We can foresee, so argue some of the series’ analysts, that Joel’s moral and spiritual education will be unlike any in our own lives, and by living through his education vicariously with him, we might both liberate and discipline our own hearts. If this guy can grow, perhaps we can too.


    (2) Roger White, “Lines from a Battlefield,” Another Song Another Season, George Ronald, 1979, p.111.---Ron Price 4 July 2010
    married for 44 years, a teacher for 35, a writer and editor for 12 and a Baha'i for 52(in 2011)

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    Elite Member McJag's Avatar
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    I was fond of all the characters, but loved the moose best.
    I didn't start out to collect diamonds, but somehow they just kept piling up.-Mae West

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    Elite Member yanna's Avatar
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    I must have caught something like 4 or 5 episodes of that show but I really liked it. I think my favourite was when the guy went hunting but he only wounded the duck so he was trying to nurse it to health afterwards.

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    Elite Member Palermo's Avatar
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    I loved this show when it was on.

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    Love the show, saw it first run, have two of the seasons on DVD.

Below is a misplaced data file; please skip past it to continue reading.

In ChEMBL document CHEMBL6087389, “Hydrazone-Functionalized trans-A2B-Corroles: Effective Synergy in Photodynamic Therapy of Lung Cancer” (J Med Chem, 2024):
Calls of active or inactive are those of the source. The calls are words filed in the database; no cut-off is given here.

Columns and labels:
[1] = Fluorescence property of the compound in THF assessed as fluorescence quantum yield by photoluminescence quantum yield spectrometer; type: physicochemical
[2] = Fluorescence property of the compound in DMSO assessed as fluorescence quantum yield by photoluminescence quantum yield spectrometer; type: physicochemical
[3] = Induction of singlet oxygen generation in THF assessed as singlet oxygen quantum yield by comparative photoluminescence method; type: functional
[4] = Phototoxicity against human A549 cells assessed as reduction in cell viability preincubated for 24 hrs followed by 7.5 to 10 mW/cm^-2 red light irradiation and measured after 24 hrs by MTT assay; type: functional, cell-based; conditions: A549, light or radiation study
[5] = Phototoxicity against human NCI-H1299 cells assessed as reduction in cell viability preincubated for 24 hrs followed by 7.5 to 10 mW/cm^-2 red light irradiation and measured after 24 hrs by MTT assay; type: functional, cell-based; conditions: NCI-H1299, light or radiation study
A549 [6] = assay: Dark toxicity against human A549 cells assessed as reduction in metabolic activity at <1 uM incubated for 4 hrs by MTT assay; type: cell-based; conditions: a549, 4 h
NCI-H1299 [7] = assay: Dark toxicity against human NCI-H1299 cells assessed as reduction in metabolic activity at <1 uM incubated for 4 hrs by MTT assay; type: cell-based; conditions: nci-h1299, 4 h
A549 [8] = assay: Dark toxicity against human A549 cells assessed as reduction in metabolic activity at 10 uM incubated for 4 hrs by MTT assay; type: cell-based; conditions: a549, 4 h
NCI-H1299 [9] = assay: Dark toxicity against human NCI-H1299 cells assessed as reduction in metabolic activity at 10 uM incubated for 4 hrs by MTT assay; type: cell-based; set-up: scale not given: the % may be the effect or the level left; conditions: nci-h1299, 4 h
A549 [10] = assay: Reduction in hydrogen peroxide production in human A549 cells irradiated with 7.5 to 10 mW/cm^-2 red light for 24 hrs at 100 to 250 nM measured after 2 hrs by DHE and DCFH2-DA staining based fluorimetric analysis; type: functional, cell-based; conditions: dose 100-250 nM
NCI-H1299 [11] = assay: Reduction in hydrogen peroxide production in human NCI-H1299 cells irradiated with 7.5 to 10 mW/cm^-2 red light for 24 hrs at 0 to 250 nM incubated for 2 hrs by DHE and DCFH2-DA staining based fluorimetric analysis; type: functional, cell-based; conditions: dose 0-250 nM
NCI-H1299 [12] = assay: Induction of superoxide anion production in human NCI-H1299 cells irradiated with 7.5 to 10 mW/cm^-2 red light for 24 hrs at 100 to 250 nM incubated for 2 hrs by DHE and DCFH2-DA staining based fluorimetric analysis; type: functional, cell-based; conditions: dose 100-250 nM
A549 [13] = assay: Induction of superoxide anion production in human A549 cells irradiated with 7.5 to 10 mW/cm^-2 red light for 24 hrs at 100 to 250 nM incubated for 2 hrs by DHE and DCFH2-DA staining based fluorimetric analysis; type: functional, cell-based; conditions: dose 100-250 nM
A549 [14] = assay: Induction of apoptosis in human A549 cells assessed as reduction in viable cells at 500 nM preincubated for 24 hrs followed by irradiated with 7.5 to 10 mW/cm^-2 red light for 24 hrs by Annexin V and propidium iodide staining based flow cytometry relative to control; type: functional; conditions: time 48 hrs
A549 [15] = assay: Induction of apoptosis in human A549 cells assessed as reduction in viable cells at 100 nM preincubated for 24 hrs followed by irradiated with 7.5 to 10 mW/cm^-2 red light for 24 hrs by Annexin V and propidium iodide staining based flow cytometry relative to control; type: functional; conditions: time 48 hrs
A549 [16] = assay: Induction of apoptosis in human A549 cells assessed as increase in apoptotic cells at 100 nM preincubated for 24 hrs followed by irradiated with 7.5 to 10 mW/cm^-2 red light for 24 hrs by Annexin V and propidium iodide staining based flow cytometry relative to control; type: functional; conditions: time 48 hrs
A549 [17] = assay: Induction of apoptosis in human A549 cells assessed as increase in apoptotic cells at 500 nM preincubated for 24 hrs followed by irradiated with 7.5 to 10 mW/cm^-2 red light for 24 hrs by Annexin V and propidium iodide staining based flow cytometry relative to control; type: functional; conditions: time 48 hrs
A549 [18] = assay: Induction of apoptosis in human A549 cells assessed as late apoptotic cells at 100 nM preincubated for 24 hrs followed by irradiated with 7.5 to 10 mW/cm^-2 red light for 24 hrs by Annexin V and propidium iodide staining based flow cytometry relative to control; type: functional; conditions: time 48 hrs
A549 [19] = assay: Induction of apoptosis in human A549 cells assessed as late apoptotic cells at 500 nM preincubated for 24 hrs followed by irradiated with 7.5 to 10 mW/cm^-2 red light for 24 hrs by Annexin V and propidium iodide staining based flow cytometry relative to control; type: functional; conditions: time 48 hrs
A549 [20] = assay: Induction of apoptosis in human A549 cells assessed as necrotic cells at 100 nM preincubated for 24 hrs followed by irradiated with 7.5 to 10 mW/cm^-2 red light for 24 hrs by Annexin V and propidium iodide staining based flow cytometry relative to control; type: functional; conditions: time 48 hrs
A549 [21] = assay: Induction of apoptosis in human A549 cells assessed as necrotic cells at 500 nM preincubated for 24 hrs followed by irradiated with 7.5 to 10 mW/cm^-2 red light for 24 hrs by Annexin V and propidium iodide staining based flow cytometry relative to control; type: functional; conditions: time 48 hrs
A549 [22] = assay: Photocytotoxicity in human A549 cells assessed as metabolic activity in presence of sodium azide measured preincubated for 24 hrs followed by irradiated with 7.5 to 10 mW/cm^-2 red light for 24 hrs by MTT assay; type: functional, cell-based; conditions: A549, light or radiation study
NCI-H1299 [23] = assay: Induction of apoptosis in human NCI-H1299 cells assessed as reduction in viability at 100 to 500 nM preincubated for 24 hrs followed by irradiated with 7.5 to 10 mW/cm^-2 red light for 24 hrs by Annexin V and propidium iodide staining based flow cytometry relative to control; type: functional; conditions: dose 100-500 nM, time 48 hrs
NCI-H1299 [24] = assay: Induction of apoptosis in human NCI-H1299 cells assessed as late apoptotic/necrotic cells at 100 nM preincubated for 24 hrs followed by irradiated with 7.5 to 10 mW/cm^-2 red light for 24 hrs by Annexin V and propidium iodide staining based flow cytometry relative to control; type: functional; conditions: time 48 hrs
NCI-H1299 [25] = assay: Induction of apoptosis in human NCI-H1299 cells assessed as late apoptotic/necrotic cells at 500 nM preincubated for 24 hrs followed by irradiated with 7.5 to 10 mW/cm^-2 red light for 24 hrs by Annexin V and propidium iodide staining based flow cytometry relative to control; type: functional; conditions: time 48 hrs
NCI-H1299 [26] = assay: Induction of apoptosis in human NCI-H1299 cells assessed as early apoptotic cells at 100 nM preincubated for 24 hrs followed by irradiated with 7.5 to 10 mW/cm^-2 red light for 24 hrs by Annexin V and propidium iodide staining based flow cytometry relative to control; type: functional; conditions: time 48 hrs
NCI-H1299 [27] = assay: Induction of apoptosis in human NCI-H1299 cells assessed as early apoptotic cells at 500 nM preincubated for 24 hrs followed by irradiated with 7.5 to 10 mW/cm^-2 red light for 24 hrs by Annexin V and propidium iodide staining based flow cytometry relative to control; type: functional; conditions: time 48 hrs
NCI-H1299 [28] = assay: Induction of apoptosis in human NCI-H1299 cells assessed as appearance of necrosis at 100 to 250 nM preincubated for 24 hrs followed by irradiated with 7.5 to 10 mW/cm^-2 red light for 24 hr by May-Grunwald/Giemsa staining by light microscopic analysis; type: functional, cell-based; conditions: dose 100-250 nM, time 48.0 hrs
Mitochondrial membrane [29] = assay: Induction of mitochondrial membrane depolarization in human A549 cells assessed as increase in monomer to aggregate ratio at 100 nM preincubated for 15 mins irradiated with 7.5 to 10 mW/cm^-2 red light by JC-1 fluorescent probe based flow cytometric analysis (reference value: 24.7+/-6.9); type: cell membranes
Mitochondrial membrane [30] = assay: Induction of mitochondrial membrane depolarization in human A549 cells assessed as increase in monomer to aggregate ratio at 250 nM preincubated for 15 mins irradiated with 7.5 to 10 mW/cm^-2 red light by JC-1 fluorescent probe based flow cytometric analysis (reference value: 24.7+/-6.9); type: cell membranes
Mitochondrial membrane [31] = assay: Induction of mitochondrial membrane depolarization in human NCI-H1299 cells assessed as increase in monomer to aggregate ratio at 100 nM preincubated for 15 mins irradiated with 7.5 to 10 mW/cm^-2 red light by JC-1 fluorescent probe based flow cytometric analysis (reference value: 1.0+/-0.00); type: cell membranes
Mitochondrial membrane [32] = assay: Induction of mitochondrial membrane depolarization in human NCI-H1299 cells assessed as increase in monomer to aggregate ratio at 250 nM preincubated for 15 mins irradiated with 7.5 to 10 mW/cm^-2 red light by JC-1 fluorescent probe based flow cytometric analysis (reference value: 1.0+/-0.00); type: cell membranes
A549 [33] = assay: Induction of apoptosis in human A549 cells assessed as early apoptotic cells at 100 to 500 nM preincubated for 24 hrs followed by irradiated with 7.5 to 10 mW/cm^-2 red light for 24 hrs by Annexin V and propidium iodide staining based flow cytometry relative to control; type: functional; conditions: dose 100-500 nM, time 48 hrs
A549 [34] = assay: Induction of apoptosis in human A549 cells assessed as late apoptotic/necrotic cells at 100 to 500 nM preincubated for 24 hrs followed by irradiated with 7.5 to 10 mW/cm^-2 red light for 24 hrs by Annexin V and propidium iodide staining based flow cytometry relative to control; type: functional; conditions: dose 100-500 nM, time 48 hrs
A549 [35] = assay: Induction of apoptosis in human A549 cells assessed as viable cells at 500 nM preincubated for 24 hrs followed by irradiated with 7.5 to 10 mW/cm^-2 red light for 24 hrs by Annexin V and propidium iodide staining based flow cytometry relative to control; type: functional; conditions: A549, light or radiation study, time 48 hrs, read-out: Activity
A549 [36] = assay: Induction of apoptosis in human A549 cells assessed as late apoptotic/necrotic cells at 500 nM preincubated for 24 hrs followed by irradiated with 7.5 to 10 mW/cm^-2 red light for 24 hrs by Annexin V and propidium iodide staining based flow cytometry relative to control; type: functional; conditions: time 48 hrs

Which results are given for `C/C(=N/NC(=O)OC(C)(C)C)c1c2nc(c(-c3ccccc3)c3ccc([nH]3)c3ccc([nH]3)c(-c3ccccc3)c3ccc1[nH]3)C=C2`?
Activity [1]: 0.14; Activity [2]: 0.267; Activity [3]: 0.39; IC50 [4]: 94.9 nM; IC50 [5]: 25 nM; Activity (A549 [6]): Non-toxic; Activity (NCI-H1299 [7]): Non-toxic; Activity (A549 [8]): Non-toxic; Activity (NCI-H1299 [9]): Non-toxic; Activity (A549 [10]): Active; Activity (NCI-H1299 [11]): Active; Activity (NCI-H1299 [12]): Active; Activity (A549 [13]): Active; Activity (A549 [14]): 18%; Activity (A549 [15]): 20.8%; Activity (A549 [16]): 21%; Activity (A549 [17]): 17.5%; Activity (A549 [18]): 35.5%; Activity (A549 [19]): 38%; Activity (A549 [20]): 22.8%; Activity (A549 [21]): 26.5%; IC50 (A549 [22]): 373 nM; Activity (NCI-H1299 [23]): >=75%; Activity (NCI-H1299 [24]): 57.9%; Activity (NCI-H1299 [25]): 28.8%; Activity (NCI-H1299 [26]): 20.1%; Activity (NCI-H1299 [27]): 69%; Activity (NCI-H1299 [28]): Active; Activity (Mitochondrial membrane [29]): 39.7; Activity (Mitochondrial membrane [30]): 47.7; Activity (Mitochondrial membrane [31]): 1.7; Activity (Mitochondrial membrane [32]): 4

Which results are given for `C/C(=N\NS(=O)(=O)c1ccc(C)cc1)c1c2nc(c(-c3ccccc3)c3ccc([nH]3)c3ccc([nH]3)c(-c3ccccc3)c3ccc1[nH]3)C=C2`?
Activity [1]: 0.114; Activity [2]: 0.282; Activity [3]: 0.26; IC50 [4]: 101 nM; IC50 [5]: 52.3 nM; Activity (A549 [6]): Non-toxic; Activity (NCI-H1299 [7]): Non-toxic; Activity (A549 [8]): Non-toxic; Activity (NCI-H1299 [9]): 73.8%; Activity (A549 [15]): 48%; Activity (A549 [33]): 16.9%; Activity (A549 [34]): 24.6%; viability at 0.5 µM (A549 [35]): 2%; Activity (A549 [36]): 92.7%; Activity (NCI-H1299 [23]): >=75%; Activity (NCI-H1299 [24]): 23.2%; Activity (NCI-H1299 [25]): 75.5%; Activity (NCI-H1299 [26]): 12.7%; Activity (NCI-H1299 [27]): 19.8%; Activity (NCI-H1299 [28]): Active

Tea baggers want to fight the Man because the Man doesn't look like them.

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    Gold Member eboni's Avatar
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    Loved the show also. My favorite episode was the burial scene where catapulted the casket into the wild. Loved the receptionist's voice also, everything was monotone, everything.
    ...Stopped smoking on March 8, 2011. Was trying to put a fancy ticker in my signature but it didn't work...

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    The actor who played Holling is in the pilot (and one other episode) of Mad Men. He plays a tobacco exec.
    Tea baggers want to fight the Man because the Man doesn't look like them.

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    Elite Member Kathie_Moffett's Avatar
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    "The program text and its interpreted themes became for many an essential part of their personal, their biographical, narratives. Some of these fans came to understand NE as a narrative for the exploration of their own spiritual questions and spiritual discourse assisting them, in the process, to interpret their experience."

    Yeah....that's kinda me, actually. I loved that show so much. That was a really happy time in my life, too. Ugh, I miss the early 90s and NE somehow encapsulates most of what I loved best about that era.

    I'll have to sit down and watch the whole thing again sometime. Apart from my personal affection for it, I really do think it was one of the all-time best TV shows. Pretty much perfect in every way. No surprise that it was early work from David Chase, who later did "The Sopranos". He kind of disses it now, since it was network TV. His quote on the subject is priceless: 'I loathe and despise almost every second of it (network TV)...I considered network TV to be propaganda for the corporate state.' I enthusiastically agree overall, but on the subject of NE I respectfully differ. Chase may not realize it but he brilliantly transcended the medium.